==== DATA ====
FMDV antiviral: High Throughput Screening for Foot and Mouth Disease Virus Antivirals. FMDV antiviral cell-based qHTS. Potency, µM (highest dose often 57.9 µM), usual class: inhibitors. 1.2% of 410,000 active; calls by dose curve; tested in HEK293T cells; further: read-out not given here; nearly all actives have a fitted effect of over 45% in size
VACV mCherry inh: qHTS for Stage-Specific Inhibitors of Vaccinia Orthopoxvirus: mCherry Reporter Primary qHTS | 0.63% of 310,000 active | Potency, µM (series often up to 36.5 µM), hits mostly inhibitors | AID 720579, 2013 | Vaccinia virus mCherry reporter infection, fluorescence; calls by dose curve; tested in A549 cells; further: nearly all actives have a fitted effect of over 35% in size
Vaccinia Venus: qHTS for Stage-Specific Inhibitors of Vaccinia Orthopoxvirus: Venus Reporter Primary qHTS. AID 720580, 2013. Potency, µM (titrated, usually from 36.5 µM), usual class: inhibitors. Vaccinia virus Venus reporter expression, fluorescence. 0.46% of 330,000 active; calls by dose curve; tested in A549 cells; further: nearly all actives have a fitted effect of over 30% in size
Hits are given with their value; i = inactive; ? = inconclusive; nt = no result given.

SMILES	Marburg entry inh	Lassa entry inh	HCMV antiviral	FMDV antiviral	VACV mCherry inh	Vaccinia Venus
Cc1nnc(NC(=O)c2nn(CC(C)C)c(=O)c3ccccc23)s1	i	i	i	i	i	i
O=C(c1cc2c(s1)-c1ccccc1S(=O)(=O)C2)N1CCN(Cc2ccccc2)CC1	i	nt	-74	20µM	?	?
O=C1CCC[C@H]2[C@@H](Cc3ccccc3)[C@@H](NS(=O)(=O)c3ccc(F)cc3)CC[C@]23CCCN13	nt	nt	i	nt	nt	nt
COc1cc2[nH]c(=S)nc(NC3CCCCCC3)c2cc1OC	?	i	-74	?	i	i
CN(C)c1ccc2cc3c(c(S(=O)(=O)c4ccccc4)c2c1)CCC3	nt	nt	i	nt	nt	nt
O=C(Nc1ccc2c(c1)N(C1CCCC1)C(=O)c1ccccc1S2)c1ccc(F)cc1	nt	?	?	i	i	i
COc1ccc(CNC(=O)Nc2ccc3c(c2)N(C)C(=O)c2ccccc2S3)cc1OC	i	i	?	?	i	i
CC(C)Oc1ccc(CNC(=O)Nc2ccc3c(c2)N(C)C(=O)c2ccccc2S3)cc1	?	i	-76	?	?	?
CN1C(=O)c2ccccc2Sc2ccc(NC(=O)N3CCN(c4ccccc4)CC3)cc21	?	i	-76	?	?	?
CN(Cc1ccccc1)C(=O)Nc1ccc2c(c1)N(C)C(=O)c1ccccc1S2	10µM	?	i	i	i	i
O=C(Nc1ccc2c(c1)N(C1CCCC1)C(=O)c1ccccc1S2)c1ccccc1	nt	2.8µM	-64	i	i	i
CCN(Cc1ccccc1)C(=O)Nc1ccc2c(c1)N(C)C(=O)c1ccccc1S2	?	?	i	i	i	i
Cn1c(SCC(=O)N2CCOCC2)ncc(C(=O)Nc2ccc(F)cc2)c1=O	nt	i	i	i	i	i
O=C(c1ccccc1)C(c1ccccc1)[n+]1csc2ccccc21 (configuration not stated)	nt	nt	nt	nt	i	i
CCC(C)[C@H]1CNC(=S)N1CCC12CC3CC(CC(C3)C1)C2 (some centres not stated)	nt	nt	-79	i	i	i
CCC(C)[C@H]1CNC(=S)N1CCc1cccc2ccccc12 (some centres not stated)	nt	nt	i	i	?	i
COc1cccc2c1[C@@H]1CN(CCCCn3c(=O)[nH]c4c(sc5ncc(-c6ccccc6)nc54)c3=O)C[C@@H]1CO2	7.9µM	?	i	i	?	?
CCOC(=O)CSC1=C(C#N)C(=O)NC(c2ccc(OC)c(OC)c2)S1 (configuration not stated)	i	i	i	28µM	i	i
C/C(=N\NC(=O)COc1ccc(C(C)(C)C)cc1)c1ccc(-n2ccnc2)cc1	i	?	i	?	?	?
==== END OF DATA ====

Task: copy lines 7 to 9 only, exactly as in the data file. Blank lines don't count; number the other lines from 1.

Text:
O=C(c1cc2c(s1)-c1ccccc1S(=O)(=O)C2)N1CCN(Cc2ccccc2)CC1	i	nt	-74	20µM	?	?
O=C1CCC[C@H]2[C@@H](Cc3ccccc3)[C@@H](NS(=O)(=O)c3ccc(F)cc3)CC[C@]23CCCN13	nt	nt	i	nt	nt	nt
COc1cc2[nH]c(=S)nc(NC3CCCCCC3)c2cc1OC	?	i	-74	?	i	i